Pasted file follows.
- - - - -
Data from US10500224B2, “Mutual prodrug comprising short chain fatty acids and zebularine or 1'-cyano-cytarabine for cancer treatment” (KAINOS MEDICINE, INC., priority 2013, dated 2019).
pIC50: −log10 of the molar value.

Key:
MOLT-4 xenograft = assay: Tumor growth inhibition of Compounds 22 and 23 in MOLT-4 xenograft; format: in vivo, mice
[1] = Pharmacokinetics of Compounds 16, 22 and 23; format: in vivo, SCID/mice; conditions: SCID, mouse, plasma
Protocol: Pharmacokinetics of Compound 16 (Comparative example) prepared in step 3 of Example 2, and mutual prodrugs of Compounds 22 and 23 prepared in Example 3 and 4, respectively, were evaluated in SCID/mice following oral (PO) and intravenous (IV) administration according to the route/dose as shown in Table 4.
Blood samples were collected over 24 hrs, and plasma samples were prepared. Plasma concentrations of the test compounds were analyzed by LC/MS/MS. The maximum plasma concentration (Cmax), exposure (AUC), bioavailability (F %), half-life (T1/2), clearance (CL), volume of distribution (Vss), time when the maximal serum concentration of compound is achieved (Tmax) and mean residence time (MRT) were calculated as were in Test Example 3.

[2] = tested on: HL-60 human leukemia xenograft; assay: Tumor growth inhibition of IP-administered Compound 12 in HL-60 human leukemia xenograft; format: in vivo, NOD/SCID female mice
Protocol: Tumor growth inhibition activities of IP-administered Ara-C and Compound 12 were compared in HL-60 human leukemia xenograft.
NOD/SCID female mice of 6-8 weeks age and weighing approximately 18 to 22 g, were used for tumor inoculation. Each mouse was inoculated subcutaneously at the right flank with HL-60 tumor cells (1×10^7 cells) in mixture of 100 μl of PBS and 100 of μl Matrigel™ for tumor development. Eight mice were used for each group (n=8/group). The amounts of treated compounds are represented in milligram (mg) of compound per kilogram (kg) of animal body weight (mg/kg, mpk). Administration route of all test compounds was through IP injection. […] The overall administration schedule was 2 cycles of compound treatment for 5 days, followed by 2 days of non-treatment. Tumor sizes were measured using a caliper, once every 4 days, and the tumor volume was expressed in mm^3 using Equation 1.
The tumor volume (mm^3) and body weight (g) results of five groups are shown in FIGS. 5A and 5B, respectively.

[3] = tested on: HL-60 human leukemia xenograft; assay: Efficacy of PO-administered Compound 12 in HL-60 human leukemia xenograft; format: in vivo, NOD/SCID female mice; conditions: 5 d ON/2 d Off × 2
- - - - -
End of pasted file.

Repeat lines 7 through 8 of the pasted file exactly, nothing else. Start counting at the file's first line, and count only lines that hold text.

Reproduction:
Blood samples were collected over 24 hrs, and plasma samples were prepared. Plasma concentrations of the test compounds were analyzed by LC/MS/MS. The maximum plasma concentration (Cmax), exposure (AUC), bioavailability (F %), half-life (T1/2), clearance (CL), volume of distribution (Vss), time when the maximal serum concentration of compound is achieved (Tmax) and mean residence time (MRT) were calculated as were in Test Example 3.

[2] = tested on: HL-60 human leukemia xenograft; assay: Tumor growth inhibition of IP-administered Compound 12 in HL-60 human leukemia xenograft; format: in vivo, NOD/SCID female mice